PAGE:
The end of May brings a series of gorgeous art-related hardbacks to the shelves, from the highly-anticipated biography of Alexander McQueen to a new retrospective of political hijinks from the Canadian art collective known as General Idea. All of these titles come out on May 31st, so you have exactly two weeks to develop the proper level of excitement before their purchase. (Isn’t that sometimes the best part — the anticipation?) They all also include arresting images for aesthetes as well as those who appreciate the rough and tumble artists who can’t help but bring an iconoclastic message to the table. It’s been a hard winter, but the final days of spring bring us vibrant, lush, colorful books to enjoy.
Alexander McQueen: Savage Beauty by Andrew Bolton and Sølve Sundsbø
By now, most of us know that Alexander McQueen was the son of a cab driver and a schoolteacher, and that he learned his trade by working as a dutiful apprentice on Savile Row. Even without his humble origins, McQueen’s life and work still manage to amaze even a casual viewer. His designs are daring, innovative, and theatrical, and Savage Beauty gives us a window into his process; those who saw the Metropolitan Museum of Art exhibition and want more should seriously consider picking up this book.
Images courtesy of the Metropolitan Museum of Art
Carlos Rolon was born in Chicago in 1970, but adopted the name Dzine when he became a practicing artist. His work combines high and low art extremes, from baroque iconography to the aesthetics of Latin American Kustom Kulture, creating gold-plated lowrider trikes with impressive boomboxes mounted on the back, or bicycles dripping in Swarovski crystals, with red velvet seats and shimmery headlights. It’s an ostentatious display, but it’s also fascinating to observe.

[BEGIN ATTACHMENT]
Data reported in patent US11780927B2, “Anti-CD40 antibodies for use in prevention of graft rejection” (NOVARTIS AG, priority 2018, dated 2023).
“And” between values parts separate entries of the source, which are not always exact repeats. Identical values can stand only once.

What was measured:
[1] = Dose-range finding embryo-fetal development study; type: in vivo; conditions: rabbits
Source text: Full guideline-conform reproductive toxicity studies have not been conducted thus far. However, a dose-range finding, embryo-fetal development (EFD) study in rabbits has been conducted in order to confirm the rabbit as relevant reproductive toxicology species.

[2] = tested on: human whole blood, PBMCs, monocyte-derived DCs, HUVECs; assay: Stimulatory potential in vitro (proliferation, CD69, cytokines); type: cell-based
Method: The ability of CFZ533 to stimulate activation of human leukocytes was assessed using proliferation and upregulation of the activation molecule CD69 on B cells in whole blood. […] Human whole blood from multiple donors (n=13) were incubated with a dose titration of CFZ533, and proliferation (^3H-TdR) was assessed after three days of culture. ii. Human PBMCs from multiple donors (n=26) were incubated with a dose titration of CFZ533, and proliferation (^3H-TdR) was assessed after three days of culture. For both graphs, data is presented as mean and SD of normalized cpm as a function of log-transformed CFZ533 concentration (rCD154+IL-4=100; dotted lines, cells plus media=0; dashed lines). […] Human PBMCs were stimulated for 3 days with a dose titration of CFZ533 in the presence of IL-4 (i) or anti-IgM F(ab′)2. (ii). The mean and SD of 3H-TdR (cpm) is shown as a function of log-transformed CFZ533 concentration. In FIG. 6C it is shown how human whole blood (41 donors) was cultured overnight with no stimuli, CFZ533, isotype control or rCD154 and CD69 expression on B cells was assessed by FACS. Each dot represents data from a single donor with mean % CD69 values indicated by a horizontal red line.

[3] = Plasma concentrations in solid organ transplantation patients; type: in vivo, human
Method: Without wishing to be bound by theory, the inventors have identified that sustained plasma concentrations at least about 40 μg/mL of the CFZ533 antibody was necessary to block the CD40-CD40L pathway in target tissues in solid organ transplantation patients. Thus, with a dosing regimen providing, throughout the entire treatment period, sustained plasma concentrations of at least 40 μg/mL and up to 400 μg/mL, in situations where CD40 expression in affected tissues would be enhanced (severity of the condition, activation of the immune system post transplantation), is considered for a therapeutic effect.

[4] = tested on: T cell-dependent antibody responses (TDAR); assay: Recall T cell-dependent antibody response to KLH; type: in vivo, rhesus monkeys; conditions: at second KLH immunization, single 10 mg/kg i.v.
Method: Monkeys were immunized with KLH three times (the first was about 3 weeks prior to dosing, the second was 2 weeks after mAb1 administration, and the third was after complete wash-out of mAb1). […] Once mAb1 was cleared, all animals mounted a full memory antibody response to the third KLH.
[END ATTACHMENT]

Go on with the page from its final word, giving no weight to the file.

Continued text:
This is the first monograph from Penelope Umbrico, a photographer and professor at the School of Visual Arts and the chair of the photography MFA program at Bard. Umbrico arranges commonplace items (e.g., books, TVs, remote controls, packing boxes) and captures them on film, creating moments which become, as she writes, “cultural absurdities” of consumerist desire.
Penelope Umbrico, Embarrassing Books
The Toronto-based artist collective known as General Idea was founded in 1969 by AA Bronson, Felix Partz, and Jorge Zontal, and folded in 1994, when both Partz and Zontal died of AIDS. The Art Metropole description says, “Treating the image as a virus infiltrating every aspect of the real world, General Idea set out to colonize it, modify its content and so come up with an alternative version of reality.” Their art installations (e.g., One Year of AZT/One Day of AZT) confronted the AIDS crisis at a crucial time in history, and offered viewers giant pills and pirate flags which overtook traditional, stodgy spaces. New commissioned essays and republished texts make this a definitive read for anyone interested in the cult artists.
Gertrude Stein and her brothers, Leo and Michael, amassed an incredible modern art collection during their time in Paris during the early 20th century, and Jan Bishop, the curator at the San Francisco Museum of Modern Art, did a similar feat by compiling the images and text in this comprehensive book. It features more than 600 images of the artists shaping the scene at the time, from Henri Matisse to Francis Picabia, as well as essays from notable curators. Interested San Franciscans can head over and see the paintings at SFMoMA from May 21st through September 6, 2011.
Henri Matisse, Blue Nude (Souvenir de Biskra), 1907. Oil on canvas. Courtesy of SFMoMA